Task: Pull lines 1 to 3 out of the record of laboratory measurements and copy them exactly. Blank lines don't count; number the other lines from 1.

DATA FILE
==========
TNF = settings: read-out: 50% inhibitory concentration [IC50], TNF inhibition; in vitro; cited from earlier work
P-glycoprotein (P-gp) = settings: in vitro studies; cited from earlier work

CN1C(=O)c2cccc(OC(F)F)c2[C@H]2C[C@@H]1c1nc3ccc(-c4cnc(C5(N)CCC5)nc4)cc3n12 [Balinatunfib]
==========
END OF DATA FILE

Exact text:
TNF = settings: read-out: 50% inhibitory concentration [IC50], TNF inhibition; in vitro; cited from earlier work
P-glycoprotein (P-gp) = settings: in vitro studies; cited from earlier work

CN1C(=O)c2cccc(OC(F)F)c2[C@H]2C[C@@H]1c1nc3ccc(-c4cnc(C5(N)CCC5)nc4)cc3n12 [Balinatunfib]